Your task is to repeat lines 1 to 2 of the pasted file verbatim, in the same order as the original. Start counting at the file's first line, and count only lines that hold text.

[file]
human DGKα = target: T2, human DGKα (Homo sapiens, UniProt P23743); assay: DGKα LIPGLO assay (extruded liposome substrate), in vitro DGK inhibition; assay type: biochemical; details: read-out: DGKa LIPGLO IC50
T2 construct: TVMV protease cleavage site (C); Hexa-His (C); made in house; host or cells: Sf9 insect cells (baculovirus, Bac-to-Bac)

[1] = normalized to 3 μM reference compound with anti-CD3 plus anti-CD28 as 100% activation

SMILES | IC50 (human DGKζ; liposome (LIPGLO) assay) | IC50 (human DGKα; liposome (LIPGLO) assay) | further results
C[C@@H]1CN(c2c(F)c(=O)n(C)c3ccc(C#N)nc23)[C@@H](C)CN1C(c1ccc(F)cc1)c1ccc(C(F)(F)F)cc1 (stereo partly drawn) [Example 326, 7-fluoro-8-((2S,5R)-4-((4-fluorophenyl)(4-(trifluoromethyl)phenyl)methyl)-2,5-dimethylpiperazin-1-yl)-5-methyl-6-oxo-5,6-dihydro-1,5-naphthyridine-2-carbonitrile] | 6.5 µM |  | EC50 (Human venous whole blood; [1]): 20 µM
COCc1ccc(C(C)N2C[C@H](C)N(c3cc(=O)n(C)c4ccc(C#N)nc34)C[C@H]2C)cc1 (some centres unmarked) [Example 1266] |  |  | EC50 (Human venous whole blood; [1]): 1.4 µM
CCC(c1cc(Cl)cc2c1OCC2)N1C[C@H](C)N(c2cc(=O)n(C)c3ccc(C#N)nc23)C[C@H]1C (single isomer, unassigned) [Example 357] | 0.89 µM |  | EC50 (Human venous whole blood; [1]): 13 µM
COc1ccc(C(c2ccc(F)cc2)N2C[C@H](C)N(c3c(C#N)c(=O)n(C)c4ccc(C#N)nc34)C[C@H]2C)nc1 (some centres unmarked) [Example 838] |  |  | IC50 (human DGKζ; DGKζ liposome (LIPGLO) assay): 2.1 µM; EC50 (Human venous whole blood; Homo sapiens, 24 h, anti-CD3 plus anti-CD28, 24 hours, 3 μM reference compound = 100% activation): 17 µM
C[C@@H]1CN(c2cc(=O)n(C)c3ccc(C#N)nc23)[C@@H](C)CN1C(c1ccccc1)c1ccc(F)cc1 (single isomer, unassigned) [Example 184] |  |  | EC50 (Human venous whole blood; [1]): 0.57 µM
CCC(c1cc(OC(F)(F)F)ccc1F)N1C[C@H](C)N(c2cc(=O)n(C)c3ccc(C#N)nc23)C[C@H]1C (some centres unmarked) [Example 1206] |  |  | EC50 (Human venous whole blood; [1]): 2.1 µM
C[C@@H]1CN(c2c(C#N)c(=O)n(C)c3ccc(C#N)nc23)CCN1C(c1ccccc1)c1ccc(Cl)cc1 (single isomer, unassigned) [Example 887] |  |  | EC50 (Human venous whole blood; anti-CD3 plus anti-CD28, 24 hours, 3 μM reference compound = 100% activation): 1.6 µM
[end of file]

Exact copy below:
human DGKα = target: T2, human DGKα (Homo sapiens, UniProt P23743); assay: DGKα LIPGLO assay (extruded liposome substrate), in vitro DGK inhibition; assay type: biochemical; details: read-out: DGKa LIPGLO IC50
T2 construct: TVMV protease cleavage site (C); Hexa-His (C); made in house; host or cells: Sf9 insect cells (baculovirus, Bac-to-Bac)